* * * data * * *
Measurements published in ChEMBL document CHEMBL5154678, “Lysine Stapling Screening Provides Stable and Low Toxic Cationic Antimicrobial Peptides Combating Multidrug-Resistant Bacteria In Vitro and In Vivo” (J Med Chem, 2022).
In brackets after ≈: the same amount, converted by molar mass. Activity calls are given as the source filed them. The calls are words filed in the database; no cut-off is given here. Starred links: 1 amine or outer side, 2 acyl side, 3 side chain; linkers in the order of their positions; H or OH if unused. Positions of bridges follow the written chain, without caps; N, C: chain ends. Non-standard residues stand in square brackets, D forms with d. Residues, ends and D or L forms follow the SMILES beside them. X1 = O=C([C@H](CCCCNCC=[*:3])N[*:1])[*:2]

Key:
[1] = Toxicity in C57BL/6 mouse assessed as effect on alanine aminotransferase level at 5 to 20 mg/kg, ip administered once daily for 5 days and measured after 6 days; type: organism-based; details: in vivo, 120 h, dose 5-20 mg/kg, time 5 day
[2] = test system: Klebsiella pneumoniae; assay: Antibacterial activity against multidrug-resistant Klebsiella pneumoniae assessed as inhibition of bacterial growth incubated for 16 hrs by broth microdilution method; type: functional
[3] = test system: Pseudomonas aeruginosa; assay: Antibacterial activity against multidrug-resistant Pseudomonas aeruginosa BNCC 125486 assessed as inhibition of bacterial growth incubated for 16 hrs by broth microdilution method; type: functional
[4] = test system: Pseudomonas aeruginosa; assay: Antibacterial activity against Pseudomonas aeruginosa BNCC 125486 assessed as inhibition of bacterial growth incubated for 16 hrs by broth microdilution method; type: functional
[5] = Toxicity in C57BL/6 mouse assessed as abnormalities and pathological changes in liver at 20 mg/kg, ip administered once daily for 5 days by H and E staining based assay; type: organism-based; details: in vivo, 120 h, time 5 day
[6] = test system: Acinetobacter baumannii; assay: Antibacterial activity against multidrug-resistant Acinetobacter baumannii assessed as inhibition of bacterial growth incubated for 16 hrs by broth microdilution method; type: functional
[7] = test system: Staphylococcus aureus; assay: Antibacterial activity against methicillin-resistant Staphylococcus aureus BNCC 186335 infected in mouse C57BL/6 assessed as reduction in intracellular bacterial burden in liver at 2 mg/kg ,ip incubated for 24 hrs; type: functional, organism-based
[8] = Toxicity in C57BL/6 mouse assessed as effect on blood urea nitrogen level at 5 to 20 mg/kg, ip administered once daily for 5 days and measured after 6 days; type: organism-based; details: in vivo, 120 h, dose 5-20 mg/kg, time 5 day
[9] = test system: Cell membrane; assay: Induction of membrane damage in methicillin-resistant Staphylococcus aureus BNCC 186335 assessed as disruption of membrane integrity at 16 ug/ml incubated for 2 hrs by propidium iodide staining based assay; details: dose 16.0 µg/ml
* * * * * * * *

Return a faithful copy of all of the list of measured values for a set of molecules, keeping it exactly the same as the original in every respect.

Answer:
Measurements published in ChEMBL document CHEMBL5154678, “Lysine Stapling Screening Provides Stable and Low Toxic Cationic Antimicrobial Peptides Combating Multidrug-Resistant Bacteria In Vitro and In Vivo” (J Med Chem, 2022).
In brackets after ≈: the same amount, converted by molar mass. Activity calls are given as the source filed them. The calls are words filed in the database; no cut-off is given here. Starred links: 1 amine or outer side, 2 acyl side, 3 side chain; linkers in the order of their positions; H or OH if unused. Positions of bridges follow the written chain, without caps; N, C: chain ends. Non-standard residues stand in square brackets, D forms with d. Residues, ends and D or L forms follow the SMILES beside them. X1 = O=C([C@H](CCCCNCC=[*:3])N[*:1])[*:2]

Key:
[1] = Toxicity in C57BL/6 mouse assessed as effect on alanine aminotransferase level at 5 to 20 mg/kg, ip administered once daily for 5 days and measured after 6 days; type: organism-based; details: in vivo, 120 h, dose 5-20 mg/kg, time 5 day
[2] = test system: Klebsiella pneumoniae; assay: Antibacterial activity against multidrug-resistant Klebsiella pneumoniae assessed as inhibition of bacterial growth incubated for 16 hrs by broth microdilution method; type: functional
[3] = test system: Pseudomonas aeruginosa; assay: Antibacterial activity against multidrug-resistant Pseudomonas aeruginosa BNCC 125486 assessed as inhibition of bacterial growth incubated for 16 hrs by broth microdilution method; type: functional
[4] = test system: Pseudomonas aeruginosa; assay: Antibacterial activity against Pseudomonas aeruginosa BNCC 125486 assessed as inhibition of bacterial growth incubated for 16 hrs by broth microdilution method; type: functional
[5] = Toxicity in C57BL/6 mouse assessed as abnormalities and pathological changes in liver at 20 mg/kg, ip administered once daily for 5 days by H and E staining based assay; type: organism-based; details: in vivo, 120 h, time 5 day
[6] = test system: Acinetobacter baumannii; assay: Antibacterial activity against multidrug-resistant Acinetobacter baumannii assessed as inhibition of bacterial growth incubated for 16 hrs by broth microdilution method; type: functional
[7] = test system: Staphylococcus aureus; assay: Antibacterial activity against methicillin-resistant Staphylococcus aureus BNCC 186335 infected in mouse C57BL/6 assessed as reduction in intracellular bacterial burden in liver at 2 mg/kg ,ip incubated for 24 hrs; type: functional, organism-based
[8] = Toxicity in C57BL/6 mouse assessed as effect on blood urea nitrogen level at 5 to 20 mg/kg, ip administered once daily for 5 days and measured after 6 days; type: organism-based; details: in vivo, 120 h, dose 5-20 mg/kg, time 5 day
[9] = test system: Cell membrane; assay: Induction of membrane damage in methicillin-resistant Staphylococcus aureus BNCC 186335 assessed as disruption of membrane integrity at 16 ug/ml incubated for 2 hrs by propidium iodide staining based assay; details: dose 16.0 µg/ml